• Someone

    Friday, September 13, 2019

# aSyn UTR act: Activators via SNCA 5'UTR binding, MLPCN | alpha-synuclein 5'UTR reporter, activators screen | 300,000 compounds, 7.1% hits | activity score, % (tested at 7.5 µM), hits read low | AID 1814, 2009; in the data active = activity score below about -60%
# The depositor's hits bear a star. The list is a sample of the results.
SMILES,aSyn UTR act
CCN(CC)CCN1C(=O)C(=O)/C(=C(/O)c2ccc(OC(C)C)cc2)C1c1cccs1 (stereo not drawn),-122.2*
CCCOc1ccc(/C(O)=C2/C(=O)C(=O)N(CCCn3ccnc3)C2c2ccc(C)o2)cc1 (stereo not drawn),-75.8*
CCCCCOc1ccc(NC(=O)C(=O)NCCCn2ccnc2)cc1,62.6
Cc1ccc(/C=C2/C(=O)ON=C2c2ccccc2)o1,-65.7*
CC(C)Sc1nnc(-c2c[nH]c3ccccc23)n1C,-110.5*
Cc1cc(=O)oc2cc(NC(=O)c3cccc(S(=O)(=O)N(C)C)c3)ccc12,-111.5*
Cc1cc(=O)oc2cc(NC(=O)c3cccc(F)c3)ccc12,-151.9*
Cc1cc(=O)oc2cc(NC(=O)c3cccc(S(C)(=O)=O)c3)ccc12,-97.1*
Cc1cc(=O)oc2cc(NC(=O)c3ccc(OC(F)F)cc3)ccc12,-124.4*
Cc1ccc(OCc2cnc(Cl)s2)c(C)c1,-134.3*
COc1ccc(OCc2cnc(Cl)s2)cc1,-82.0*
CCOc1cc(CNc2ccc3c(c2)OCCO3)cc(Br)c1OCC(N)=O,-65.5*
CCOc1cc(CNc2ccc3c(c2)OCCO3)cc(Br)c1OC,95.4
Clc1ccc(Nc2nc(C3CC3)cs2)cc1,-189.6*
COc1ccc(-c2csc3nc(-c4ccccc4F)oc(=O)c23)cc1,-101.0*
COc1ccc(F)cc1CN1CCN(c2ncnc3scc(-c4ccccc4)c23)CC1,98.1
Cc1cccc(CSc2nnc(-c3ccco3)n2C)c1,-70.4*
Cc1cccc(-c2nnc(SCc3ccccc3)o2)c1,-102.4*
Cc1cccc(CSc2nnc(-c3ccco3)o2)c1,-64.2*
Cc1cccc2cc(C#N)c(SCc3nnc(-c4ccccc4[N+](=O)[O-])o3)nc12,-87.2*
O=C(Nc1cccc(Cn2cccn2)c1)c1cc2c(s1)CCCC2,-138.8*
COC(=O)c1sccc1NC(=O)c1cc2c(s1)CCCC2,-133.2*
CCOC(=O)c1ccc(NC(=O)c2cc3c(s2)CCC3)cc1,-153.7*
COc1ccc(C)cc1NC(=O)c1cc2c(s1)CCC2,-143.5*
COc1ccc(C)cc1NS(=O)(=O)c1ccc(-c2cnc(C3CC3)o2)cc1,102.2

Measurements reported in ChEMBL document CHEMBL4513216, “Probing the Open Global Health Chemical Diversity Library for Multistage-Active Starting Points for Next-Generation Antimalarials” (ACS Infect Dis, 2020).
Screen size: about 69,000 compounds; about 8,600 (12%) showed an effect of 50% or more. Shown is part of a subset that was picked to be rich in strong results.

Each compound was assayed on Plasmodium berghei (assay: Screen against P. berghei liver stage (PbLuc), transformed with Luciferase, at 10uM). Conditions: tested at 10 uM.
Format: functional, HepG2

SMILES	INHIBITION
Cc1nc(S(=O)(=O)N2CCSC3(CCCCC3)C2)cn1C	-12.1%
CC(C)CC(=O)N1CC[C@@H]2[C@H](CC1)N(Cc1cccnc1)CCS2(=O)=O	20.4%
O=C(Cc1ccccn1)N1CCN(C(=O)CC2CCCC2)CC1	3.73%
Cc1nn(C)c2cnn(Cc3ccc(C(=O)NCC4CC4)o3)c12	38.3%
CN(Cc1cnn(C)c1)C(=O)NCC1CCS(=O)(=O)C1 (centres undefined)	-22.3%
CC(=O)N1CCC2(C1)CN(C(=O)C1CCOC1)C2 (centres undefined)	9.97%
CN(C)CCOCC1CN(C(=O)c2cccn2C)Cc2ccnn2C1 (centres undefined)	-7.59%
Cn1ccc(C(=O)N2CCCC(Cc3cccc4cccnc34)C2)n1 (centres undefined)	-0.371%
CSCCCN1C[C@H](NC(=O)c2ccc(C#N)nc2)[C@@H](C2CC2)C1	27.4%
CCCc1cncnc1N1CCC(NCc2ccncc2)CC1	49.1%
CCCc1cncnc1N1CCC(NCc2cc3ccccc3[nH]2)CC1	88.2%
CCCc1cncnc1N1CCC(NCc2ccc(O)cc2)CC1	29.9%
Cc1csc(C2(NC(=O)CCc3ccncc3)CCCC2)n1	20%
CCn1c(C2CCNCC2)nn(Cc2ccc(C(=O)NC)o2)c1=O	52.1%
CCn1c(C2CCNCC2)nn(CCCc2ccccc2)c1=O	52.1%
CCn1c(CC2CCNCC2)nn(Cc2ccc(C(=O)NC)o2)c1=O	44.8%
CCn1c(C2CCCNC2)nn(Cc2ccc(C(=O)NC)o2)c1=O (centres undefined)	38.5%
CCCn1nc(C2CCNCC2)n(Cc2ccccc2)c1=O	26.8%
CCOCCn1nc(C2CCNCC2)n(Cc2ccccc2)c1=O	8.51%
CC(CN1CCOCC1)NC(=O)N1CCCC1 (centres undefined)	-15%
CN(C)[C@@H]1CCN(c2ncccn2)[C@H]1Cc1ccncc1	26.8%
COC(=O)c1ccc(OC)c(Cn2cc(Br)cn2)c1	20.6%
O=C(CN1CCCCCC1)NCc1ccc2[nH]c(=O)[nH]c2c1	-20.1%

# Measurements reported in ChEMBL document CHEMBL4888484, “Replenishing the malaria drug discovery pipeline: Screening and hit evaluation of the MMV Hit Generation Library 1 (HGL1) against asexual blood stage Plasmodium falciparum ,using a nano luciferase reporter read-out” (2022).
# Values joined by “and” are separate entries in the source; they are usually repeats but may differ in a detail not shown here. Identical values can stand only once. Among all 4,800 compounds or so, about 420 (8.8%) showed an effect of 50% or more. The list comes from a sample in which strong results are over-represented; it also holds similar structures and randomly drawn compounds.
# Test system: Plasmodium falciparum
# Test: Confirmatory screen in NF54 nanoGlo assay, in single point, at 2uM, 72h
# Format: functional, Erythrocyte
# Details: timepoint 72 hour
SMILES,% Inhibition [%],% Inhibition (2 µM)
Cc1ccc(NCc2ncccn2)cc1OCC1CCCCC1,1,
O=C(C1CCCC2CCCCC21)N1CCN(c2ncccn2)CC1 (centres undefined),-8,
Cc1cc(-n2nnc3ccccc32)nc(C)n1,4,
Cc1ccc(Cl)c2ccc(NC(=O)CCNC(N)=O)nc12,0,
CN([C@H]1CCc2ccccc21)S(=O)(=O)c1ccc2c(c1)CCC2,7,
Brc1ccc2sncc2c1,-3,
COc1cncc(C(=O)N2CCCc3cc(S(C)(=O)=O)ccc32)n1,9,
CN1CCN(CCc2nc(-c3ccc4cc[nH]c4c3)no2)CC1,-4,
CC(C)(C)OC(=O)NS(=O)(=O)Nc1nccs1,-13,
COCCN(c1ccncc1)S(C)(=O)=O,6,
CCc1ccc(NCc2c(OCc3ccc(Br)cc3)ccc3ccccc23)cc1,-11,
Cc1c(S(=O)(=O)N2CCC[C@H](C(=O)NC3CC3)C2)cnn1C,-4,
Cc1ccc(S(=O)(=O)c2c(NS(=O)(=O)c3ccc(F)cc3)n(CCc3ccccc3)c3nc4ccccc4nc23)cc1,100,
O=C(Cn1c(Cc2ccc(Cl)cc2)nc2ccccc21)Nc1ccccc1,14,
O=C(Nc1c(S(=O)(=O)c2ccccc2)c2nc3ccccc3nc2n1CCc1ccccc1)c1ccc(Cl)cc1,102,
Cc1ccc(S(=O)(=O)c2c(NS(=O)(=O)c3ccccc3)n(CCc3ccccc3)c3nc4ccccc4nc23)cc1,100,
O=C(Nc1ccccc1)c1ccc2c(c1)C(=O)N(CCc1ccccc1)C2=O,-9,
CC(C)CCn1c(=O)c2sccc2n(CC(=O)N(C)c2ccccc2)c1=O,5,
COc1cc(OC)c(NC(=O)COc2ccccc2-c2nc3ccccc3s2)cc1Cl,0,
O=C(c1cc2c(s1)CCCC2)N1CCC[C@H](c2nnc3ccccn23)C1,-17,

Oliver has the correct idea. The last thing we need is “IT” “professionals” putting more of their hands in IOT. Yes, IOT is just a buzzword for what the automation industry has been moving towards for decades. The people calling this “Operational technology” are the “IT” crowd, not actual professionals in the engineering, manufacturing, industrial automation, and other related fields. IT should stay where it belongs, as computer and network infrastructure support, supporting the fields doing the actual technical work. The worst thing for this was the day companies started putting IT goofballs in high level corporate positions, the CIOs we are now stuck with. Interestingly, we continue hearing about corporate networks bring compromised.... The nature of many industrial, medical, etc. devices and their applications makes their usual function far more critical than the fact they are networked, and they need to work regardless of “IT” policy, incompetence, the need for mandated OS updates, etc. These areas should be left under the engineering, computer engineering, automation, biomedical equipment, etc fields, worked on by engineers and engineering techs. IT has spilled into everything, with the uneducated corporate impression that everything dealing with technology is “IT” . Rather than give IT reign over yet another area they can “manage” incompetently, leave the critical devices, networks, and applications to engineering, manufacturing, and automation. We can handle that. Keep IT at their help desks, and doing the great job they do with corporate business networks and data infrastructure. Just kidding! The actual technical field people can send them the data they need to back up, lose, etc.... or really just take care of all of it themselves.